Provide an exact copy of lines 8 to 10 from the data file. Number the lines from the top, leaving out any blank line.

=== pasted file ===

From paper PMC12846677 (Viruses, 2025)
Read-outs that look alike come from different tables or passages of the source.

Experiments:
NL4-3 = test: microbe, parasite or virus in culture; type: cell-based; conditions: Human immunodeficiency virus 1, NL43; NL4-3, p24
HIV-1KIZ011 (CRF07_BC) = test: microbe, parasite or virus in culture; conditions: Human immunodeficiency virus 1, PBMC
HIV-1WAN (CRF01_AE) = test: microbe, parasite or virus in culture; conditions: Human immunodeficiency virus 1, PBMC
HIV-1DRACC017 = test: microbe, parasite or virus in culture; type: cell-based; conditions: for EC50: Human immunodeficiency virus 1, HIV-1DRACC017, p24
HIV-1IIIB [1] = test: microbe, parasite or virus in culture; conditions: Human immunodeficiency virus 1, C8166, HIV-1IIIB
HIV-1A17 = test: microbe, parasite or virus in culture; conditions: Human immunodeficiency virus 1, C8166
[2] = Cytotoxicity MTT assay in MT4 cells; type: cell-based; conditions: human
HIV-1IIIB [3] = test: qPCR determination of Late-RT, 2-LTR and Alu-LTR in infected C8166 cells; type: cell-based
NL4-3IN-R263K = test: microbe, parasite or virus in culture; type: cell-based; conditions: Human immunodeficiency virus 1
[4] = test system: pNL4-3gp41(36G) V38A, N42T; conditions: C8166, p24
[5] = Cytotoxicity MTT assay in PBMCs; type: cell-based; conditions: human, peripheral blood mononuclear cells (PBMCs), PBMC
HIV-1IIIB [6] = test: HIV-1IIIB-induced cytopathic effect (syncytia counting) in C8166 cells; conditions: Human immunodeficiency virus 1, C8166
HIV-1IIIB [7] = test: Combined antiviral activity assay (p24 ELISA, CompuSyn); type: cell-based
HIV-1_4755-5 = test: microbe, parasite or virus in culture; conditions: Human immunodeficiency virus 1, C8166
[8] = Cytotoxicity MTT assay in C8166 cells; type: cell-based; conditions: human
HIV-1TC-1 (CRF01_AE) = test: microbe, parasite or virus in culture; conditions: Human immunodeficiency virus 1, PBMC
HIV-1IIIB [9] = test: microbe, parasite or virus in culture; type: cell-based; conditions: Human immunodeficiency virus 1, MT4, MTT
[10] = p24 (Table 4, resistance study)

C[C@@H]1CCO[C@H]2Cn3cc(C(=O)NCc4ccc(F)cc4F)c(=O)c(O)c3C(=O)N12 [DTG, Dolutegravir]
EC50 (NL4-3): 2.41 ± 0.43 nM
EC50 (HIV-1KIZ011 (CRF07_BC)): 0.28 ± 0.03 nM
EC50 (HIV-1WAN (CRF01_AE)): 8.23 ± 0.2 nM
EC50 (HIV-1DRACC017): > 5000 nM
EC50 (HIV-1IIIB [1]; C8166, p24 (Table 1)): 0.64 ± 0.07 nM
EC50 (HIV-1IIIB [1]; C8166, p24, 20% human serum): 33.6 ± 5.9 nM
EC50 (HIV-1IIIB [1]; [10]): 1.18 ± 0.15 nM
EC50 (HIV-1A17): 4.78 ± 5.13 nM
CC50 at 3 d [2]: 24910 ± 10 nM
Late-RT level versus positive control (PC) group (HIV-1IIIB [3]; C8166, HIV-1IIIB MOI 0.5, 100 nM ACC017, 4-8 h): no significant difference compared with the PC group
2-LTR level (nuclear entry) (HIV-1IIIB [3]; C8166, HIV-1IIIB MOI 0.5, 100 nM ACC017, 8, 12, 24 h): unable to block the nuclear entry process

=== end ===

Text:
HIV-1IIIB [1] = test: microbe, parasite or virus in culture; conditions: Human immunodeficiency virus 1, C8166, HIV-1IIIB
HIV-1A17 = test: microbe, parasite or virus in culture; conditions: Human immunodeficiency virus 1, C8166
[2] = Cytotoxicity MTT assay in MT4 cells; type: cell-based; conditions: human